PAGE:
Problems In the Bedroom: Orgasmic Disorder

Posted by Frank Gillespie MA


After discussing desire phase disorders and sexual arousal disorders in our four-part series this article is addressed to orgasmic disorders. Luckily, there is help for these problems too.

Sex therapist (usually a psychologist or psychotherapist) is a person who can help you solve these problems using the methods of psychotherapy, couples therapy and sex therapy. The assistance is based on discussions, homework, and sometimes demonstrations with certain aids. The key to success is in the hands (and in the feelings and thoughts) of the clients. The therapist will help you find the way to a happy sexual life. During the discussions the couple talks in detail about their problems encountered during sex. It is important that the couple clarifies between each other what they want to achieve and they also say it out loud. The therapy makes sense only if the couple aims to develop together and be happy together.

The male and female orgasm

Men and women experience orgasm in very different ways. First of all there is an obvious evidence for male orgasm, usually. Not so obvious in case of women though. Also, in case of women professionals rather talk about a scale with a very pleasant peak-phase at one end and the real orgasm the other end.

Several studies have shown that women are not always able to clearly distinguish these two phases, their experience is often somewhere between the two.

What types of orgasm exist?

There is a debate about vaginal and clitoral orgasm. Based on some beliefs, standards or expectations a lot of people think that vaginal orgasm is superior to the clitoral orgasm. This is not true, both sensations are equivalent (if it makes sense to talk about values at all, because these are experiences which do not necessarily need to be compared at all costs). Statistics show that 80% of women can only reach clitoral orgasm while only 20% can experience satisfaction vaginally. In fact, the same process occurs in the brain in both cases, so there aren`t really different types of orgasmic experience. Of course, one or the other skill can be acquired according to individual needs (trainings exist for learning how to achieve vaginal orgasm), but the inability to achieve vaginal orgasm is not a symptom of orgasmic dysfunction.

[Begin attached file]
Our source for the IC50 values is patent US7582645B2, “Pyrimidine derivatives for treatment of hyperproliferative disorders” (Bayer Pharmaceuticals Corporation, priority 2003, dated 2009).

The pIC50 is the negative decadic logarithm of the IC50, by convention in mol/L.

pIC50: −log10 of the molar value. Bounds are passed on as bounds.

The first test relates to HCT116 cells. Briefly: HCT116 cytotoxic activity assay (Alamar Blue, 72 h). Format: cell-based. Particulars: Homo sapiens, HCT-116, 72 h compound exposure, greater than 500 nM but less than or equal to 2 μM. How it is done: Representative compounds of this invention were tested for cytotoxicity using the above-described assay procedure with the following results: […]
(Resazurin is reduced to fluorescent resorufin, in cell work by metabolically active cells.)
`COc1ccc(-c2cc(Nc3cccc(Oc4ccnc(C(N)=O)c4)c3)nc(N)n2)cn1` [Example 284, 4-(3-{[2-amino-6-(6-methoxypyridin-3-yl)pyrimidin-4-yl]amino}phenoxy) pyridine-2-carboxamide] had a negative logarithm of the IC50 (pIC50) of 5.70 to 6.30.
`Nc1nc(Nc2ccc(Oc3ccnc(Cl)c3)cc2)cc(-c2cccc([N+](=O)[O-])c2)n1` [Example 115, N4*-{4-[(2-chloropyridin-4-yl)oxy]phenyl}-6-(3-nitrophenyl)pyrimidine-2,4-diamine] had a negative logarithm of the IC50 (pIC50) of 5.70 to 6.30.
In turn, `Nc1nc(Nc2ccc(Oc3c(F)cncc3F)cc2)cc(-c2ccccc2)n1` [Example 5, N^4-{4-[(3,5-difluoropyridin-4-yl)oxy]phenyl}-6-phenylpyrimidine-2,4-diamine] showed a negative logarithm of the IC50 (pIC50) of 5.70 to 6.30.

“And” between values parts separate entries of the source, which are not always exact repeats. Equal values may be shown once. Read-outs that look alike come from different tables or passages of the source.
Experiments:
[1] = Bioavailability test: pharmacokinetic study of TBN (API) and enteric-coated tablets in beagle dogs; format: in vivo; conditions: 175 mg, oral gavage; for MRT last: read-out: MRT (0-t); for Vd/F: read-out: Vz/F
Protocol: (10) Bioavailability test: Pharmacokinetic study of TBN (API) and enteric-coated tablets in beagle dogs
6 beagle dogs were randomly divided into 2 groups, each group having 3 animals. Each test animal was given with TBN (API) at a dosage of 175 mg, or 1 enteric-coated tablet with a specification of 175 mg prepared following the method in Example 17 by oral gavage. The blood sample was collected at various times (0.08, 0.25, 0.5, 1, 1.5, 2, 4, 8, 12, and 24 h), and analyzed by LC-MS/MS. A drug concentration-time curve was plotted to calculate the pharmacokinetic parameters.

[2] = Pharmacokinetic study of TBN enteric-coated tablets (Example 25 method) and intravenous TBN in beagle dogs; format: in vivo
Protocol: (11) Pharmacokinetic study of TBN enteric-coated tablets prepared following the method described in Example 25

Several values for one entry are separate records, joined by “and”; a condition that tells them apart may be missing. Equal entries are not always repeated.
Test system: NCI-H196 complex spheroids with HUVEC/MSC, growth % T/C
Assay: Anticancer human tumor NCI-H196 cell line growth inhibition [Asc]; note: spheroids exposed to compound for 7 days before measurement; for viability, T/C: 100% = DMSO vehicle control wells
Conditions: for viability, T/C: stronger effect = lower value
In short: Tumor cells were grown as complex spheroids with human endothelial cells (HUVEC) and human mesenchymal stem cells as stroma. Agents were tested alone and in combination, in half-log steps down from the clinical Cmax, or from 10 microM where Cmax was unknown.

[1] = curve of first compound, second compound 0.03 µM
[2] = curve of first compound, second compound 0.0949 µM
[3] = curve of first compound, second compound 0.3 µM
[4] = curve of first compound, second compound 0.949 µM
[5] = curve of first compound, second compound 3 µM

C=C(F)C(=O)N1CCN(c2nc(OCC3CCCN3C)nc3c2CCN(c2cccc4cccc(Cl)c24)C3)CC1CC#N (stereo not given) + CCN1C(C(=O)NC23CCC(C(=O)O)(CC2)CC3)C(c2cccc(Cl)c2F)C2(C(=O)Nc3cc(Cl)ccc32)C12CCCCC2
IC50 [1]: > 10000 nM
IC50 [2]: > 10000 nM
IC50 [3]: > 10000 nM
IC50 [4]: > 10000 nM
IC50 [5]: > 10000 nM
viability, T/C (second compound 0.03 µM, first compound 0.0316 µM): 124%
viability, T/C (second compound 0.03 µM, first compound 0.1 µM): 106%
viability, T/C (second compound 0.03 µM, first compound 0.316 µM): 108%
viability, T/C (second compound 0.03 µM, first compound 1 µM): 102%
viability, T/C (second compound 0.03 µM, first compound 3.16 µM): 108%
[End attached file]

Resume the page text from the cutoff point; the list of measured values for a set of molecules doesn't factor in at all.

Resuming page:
Female orgasmic disorder

Delayed orgasm is when the orgasm occurs persistently or recurrently very long after the sexual arousal phase. We can talk about inhibited orgasm (or anorgasmia, the inability to achieve orgasm) when the orgasm doesn’t occur at all.

According to some studies, 10-15% of women never experienced any orgasm in their lives. The same percentage only achieve sexual satisfaction very rarely. However half of all women experience `La petite mort` (`little death`) regularly.

Female orgasmic disorder may be caused by many factors. If a woman is struggling with feelings of inferiority, if she has a negative self- and body image, she will be unable to feel attractive, and enjoy sexuality freely. The more of a `good girl` a woman, the more characterized by obedience and passivity the more likely the occurrence of orgasmic disorders. Fear of losing control is also a common cause. Severe past traumas, sexual violence or abuse may also be in the background. Incorrect communication within the relationship, inability to adapt, lack of reciprocity all could worsen the situation.